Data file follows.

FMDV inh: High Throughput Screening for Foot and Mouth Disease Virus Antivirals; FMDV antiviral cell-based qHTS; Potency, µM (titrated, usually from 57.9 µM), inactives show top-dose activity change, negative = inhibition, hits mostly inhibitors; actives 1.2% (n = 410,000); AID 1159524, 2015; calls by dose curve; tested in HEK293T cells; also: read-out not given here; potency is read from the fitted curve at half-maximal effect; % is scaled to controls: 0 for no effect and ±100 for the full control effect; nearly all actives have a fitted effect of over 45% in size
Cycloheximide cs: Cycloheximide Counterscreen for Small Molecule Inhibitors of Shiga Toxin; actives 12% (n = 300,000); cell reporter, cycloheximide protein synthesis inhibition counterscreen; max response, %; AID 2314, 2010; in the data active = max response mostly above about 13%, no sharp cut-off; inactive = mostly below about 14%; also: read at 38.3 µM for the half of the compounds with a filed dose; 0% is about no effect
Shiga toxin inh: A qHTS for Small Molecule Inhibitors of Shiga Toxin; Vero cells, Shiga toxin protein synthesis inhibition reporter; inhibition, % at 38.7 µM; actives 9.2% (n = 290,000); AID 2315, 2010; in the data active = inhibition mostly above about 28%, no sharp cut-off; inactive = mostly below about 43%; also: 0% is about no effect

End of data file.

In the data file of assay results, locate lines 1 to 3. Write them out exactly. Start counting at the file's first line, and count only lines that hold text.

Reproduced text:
FMDV inh: High Throughput Screening for Foot and Mouth Disease Virus Antivirals; FMDV antiviral cell-based qHTS; Potency, µM (titrated, usually from 57.9 µM), inactives show top-dose activity change, negative = inhibition, hits mostly inhibitors; actives 1.2% (n = 410,000); AID 1159524, 2015; calls by dose curve; tested in HEK293T cells; also: read-out not given here; potency is read from the fitted curve at half-maximal effect; % is scaled to controls: 0 for no effect and ±100 for the full control effect; nearly all actives have a fitted effect of over 45% in size
Cycloheximide cs: Cycloheximide Counterscreen for Small Molecule Inhibitors of Shiga Toxin; actives 12% (n = 300,000); cell reporter, cycloheximide protein synthesis inhibition counterscreen; max response, %; AID 2314, 2010; in the data active = max response mostly above about 13%, no sharp cut-off; inactive = mostly below about 14%; also: read at 38.3 µM for the half of the compounds with a filed dose; 0% is about no effect
Shiga toxin inh: A qHTS for Small Molecule Inhibitors of Shiga Toxin; Vero cells, Shiga toxin protein synthesis inhibition reporter; inhibition, % at 38.7 µM; actives 9.2% (n = 290,000); AID 2315, 2010; in the data active = inhibition mostly above about 28%, no sharp cut-off; inactive = mostly below about 43%; also: 0% is about no effect